Event: The Private Market for Flood Insurance

Link: https://www.rstreet.org/2022/07/20/event-the-private-market-for-flood-insurance/



The private market for flood insurance in the United States measures approximately $300 million in annual premium. This is less than 10 percent of the $3.7 billion in flood insurance premium written by the federal government’s National Flood Insurance Program (NFIP). Private insurers offering flood insurance are not operating on the same playing field because many NFIP policies are subsidized and underpriced. The creativity of private insurers, guided by the dynamics of a free and competitive market, will eventually drive out inefficiency and false price signals, and make available to homeowners and businesses the flood insurance they need at the right cost.

We invite you to an online discussion examining the obstacles and opportunities for private insurers featuring flood insurance entrepreneur Trevor Burgess, and R Street’s Jerry Theodorou and Caroline Melear.

Author(s): Jerry Theodorou, Trevor Burgess, Caroline Melear

Publication Date: 20 Jul 2022

Publication Site: R Street

Flood-Prone Homes Could Lose Federal Insurance Under FEMA Plan

Link: https://www.wsj.com/articles/fema-urges-congress-to-drop-flood-insurance-for-highest-risk-areas-11655384400


Mr. Toomey asked Jerry Theodorou of the R Street Institute, a conservative-leaning Washington-based think tank, how seriously Congress should look at paying repetitive loss claims. “Indeed, this is a very serious problem,” Mr. Theodorou said. “The numbers speak for themselves, to have such a small percentage of policyholders accounting for close to 40% of the claims dollars paid.”

The flood insurance program — which is the main provider of flood coverage in the U.S. and has issued more than five million policies — has paid out more money to property owners and other expenses than it has collected in premiums from policyholders since Congress created it in 1968. It collects about $4.6 billion in annual revenue from policyholders in premiums, fees and other charges, according to the Congressional Research Service.

Flooding ranks as the country’s most common natural disaster. Scientists predict floods will happen more frequently in neighborhoods that face new risk from rising sea levels and extreme rainstorms due to climate change.

Author(s): Katy Stech Ferek

Publication Date: 16 June 2022

Publication Site: Wall Street Journal

R Street Institute Testifies Before Senate Banking Committee on National Flood Insurance Program

Link: https://www.rstreet.org/2022/06/16/r-street-institute-testifies-before-senate-banking-committee-on-national-flood-insurance-program/


Additional link: https://www.rstreet.org/2022/06/16/five-solutions-to-help-fix-the-national-flood-insurance-program-from-r-street-testimony-to-the-u-s-senate-banking-housing-and-urban-affairs-committee/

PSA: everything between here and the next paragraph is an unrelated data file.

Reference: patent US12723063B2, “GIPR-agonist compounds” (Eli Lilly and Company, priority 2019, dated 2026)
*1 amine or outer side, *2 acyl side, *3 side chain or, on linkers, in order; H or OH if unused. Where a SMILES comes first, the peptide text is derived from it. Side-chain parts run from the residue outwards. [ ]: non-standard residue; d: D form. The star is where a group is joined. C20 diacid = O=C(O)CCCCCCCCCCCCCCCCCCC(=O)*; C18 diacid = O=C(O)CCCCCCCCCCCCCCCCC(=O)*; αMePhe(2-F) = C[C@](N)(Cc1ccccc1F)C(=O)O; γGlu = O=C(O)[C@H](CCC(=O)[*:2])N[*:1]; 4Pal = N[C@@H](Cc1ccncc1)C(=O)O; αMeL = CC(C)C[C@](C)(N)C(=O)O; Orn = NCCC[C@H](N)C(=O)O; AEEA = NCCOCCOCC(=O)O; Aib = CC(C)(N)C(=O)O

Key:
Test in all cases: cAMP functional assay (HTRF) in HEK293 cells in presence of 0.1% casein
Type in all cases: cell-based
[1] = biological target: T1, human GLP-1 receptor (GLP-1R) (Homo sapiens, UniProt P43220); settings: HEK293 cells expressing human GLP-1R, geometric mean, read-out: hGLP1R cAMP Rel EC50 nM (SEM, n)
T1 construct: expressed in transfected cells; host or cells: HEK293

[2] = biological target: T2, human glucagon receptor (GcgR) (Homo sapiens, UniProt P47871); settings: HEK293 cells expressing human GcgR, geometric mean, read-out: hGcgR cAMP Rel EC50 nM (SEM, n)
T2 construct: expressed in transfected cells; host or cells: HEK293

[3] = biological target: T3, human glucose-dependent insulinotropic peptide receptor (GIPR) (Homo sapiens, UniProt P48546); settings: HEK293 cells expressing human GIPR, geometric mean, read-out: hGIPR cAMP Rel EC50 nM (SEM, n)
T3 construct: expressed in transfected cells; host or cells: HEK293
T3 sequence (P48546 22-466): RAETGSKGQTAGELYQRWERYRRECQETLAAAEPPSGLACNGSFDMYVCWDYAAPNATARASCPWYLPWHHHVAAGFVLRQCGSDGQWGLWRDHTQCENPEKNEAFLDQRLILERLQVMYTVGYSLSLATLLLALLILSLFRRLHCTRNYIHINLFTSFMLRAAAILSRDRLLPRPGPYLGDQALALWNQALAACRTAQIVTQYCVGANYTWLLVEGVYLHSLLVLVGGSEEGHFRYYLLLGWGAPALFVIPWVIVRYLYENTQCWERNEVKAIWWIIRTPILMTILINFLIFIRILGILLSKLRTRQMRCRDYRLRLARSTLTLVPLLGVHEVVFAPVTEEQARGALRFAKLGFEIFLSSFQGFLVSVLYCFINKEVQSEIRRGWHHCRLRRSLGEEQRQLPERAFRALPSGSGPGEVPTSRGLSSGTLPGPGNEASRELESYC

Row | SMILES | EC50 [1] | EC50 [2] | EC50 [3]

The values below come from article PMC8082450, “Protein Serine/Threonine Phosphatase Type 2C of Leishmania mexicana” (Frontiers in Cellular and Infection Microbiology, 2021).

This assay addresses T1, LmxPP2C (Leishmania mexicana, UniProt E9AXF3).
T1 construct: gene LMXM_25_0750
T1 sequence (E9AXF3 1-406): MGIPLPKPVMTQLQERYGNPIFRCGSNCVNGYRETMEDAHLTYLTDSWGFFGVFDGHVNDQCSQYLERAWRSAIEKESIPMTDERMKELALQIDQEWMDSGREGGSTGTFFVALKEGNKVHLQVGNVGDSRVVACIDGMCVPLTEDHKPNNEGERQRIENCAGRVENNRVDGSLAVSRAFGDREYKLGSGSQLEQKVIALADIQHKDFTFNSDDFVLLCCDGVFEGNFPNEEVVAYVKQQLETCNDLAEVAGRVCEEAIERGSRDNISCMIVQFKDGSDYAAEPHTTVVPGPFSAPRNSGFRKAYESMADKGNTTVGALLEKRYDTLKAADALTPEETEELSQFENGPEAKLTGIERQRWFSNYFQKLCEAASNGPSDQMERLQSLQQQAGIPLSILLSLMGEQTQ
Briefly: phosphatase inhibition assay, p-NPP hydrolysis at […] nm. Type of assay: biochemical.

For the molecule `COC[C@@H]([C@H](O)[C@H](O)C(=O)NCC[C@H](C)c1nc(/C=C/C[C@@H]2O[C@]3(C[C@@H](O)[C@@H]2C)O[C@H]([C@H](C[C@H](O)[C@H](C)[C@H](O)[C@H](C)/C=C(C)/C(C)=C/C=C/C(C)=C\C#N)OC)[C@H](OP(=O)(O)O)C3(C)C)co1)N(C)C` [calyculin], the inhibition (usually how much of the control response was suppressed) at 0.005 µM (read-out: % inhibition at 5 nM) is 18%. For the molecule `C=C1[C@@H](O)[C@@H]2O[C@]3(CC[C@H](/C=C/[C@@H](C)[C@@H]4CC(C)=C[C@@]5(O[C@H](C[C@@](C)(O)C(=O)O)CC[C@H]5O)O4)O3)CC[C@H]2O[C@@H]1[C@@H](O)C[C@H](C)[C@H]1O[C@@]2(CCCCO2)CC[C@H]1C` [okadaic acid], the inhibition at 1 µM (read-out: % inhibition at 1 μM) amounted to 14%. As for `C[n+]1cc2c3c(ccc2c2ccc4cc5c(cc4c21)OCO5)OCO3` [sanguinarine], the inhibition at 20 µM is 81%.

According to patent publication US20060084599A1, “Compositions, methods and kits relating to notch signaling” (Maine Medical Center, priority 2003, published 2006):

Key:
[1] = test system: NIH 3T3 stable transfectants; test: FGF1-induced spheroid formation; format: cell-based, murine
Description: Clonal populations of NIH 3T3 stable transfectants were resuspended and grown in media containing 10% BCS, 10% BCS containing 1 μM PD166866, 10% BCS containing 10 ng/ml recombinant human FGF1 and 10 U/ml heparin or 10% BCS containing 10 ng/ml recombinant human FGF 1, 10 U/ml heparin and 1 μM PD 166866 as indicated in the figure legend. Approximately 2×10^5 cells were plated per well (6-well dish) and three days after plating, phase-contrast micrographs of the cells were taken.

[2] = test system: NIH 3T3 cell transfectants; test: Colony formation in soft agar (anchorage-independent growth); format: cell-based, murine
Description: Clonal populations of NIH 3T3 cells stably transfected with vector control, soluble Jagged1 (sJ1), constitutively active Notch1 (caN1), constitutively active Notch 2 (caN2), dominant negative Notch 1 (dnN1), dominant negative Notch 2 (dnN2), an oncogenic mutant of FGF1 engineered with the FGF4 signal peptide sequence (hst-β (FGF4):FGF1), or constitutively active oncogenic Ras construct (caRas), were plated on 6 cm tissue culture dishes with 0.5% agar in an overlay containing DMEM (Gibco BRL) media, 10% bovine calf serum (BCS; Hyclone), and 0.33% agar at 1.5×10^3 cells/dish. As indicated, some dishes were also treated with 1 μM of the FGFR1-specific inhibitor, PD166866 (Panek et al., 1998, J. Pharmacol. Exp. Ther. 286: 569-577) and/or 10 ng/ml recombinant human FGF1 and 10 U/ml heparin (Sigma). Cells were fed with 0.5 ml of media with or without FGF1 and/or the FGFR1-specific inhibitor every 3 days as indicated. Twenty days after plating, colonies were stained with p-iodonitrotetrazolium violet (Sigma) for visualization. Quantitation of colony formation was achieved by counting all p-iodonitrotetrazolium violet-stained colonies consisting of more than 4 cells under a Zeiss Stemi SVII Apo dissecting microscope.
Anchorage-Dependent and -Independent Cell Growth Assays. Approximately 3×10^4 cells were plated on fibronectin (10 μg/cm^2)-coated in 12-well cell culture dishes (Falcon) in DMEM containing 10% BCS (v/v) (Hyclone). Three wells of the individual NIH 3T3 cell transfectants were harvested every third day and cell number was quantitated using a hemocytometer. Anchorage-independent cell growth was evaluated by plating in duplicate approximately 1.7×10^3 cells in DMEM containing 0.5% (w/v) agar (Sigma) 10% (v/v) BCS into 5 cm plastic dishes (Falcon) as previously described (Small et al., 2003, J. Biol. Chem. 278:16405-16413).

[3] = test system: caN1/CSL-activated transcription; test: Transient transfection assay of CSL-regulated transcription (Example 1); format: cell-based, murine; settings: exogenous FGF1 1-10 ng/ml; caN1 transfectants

Regarding the second objective, there is no equitable sharing of costs between the public and private sectors. The private sector is only peripherally involved in bearing flood risk. The involvement of the private insurance sector is restricted to administration of the program, for which insurers are remunerated by the NFIP. The participation of private insurers in flood insurance as a risk-bearer is de minimis, writing less than a tenth the premium collected by the NFIP.

Instead of attaining the overarching goal of reducing economic losses caused by flooding, flood-
related economic losses have increased. In the past decade, U.S. economic losses caused by flooding were $943 billion, close to five times more than the $211 billion cumulative flood-related losses in the prior decade. In this testimony, we highlight five issues standing in the way of the NFIP falling short of achieving its mission, and propose solutions to remedy those problem areas.

Author(s): Jerry Theodorou

Publication Date: 16 June 2022

Publication Site: R Street Institute

Risk Rating 2.0

Link: https://www.fema.gov/flood-insurance/work-with-nfip/risk-rating


The National Flood Insurance Program (NFIP) is redesigning its risk rating by leveraging industry best practices and current technology, FEMA will deliver rates that are fair, make sense, are easier to understand and better reflect a property’s unique flood risk. FEMA calls this effort Risk Rating 2.0.

alert – warning
Risk Rating 2.0 implementation has been deferred To October 1, 2021.

While the agency initially announced that new rates for all single-family homes would go into effect nationwide on October 1, 2020, some additional time is required to broaden the agency’s analyses of the proposed rating structure across its entire book of business, to include its relationship to communities behind levees. Therefore, FEMA decided to adjust implementation of Risk Rating 2.0 by one year to October 1, 2021.

Date Accessed: 4 March 2021

Publication Site: FEMA